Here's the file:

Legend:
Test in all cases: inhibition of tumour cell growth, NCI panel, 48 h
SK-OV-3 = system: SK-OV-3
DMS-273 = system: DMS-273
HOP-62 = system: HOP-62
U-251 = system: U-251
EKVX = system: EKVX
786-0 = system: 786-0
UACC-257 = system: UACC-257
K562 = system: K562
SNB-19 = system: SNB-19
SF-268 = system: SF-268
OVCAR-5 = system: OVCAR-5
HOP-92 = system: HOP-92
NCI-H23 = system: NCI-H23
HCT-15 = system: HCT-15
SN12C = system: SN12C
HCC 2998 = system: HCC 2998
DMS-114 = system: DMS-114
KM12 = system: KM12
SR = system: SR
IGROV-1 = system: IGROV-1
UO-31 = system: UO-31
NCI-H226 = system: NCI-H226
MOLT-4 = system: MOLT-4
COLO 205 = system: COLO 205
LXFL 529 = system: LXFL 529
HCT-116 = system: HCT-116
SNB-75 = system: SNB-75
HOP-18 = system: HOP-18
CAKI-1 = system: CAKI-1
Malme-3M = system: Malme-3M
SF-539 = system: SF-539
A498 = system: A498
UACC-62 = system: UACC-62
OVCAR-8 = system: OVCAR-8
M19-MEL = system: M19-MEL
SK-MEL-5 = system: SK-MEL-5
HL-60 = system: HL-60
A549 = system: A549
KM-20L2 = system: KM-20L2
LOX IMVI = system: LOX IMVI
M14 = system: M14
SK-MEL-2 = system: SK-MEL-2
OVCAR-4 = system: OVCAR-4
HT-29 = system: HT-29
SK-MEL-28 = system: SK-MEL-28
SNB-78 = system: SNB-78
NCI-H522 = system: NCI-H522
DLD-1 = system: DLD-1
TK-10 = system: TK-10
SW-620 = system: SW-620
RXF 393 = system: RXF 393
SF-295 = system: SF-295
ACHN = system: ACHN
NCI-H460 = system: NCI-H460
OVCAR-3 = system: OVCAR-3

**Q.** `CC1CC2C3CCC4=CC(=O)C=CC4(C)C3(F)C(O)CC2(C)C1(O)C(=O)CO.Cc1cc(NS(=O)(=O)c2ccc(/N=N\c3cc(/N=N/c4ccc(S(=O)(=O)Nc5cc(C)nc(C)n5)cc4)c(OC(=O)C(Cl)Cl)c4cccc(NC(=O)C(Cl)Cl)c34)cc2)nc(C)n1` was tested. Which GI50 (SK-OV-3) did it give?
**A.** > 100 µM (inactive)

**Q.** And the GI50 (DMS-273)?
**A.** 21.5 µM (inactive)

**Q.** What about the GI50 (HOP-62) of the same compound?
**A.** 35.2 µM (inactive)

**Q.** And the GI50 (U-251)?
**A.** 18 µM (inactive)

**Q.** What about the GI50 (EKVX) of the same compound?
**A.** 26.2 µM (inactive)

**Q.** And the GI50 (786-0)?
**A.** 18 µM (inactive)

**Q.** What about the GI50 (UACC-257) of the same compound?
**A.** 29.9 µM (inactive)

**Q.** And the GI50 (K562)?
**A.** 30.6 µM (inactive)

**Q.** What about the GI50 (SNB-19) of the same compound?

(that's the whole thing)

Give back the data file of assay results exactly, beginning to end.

Legend:
Test in all cases: inhibition of tumour cell growth, NCI panel, 48 h
SK-OV-3 = system: SK-OV-3
DMS-273 = system: DMS-273
HOP-62 = system: HOP-62
U-251 = system: U-251
EKVX = system: EKVX
786-0 = system: 786-0
UACC-257 = system: UACC-257
K562 = system: K562
SNB-19 = system: SNB-19
SF-268 = system: SF-268
OVCAR-5 = system: OVCAR-5
HOP-92 = system: HOP-92
NCI-H23 = system: NCI-H23
HCT-15 = system: HCT-15
SN12C = system: SN12C
HCC 2998 = system: HCC 2998
DMS-114 = system: DMS-114
KM12 = system: KM12
SR = system: SR
IGROV-1 = system: IGROV-1
UO-31 = system: UO-31
NCI-H226 = system: NCI-H226
MOLT-4 = system: MOLT-4
COLO 205 = system: COLO 205
LXFL 529 = system: LXFL 529
HCT-116 = system: HCT-116
SNB-75 = system: SNB-75
HOP-18 = system: HOP-18
CAKI-1 = system: CAKI-1
Malme-3M = system: Malme-3M
SF-539 = system: SF-539
A498 = system: A498
UACC-62 = system: UACC-62
OVCAR-8 = system: OVCAR-8
M19-MEL = system: M19-MEL
SK-MEL-5 = system: SK-MEL-5
HL-60 = system: HL-60
A549 = system: A549
KM-20L2 = system: KM-20L2
LOX IMVI = system: LOX IMVI
M14 = system: M14
SK-MEL-2 = system: SK-MEL-2
OVCAR-4 = system: OVCAR-4
HT-29 = system: HT-29
SK-MEL-28 = system: SK-MEL-28
SNB-78 = system: SNB-78
NCI-H522 = system: NCI-H522
DLD-1 = system: DLD-1
TK-10 = system: TK-10
SW-620 = system: SW-620
RXF 393 = system: RXF 393
SF-295 = system: SF-295
ACHN = system: ACHN
NCI-H460 = system: NCI-H460
OVCAR-3 = system: OVCAR-3

**Q.** `CC1CC2C3CCC4=CC(=O)C=CC4(C)C3(F)C(O)CC2(C)C1(O)C(=O)CO.Cc1cc(NS(=O)(=O)c2ccc(/N=N\c3cc(/N=N/c4ccc(S(=O)(=O)Nc5cc(C)nc(C)n5)cc4)c(OC(=O)C(Cl)Cl)c4cccc(NC(=O)C(Cl)Cl)c34)cc2)nc(C)n1` was tested. Which GI50 (SK-OV-3) did it give?
**A.** > 100 µM (inactive)

**Q.** And the GI50 (DMS-273)?
**A.** 21.5 µM (inactive)

**Q.** What about the GI50 (HOP-62) of the same compound?
**A.** 35.2 µM (inactive)

**Q.** And the GI50 (U-251)?
**A.** 18 µM (inactive)

**Q.** What about the GI50 (EKVX) of the same compound?
**A.** 26.2 µM (inactive)

**Q.** And the GI50 (786-0)?
**A.** 18 µM (inactive)

**Q.** What about the GI50 (UACC-257) of the same compound?
**A.** 29.9 µM (inactive)

**Q.** And the GI50 (K562)?
**A.** 30.6 µM (inactive)

**Q.** What about the GI50 (SNB-19) of the same compound?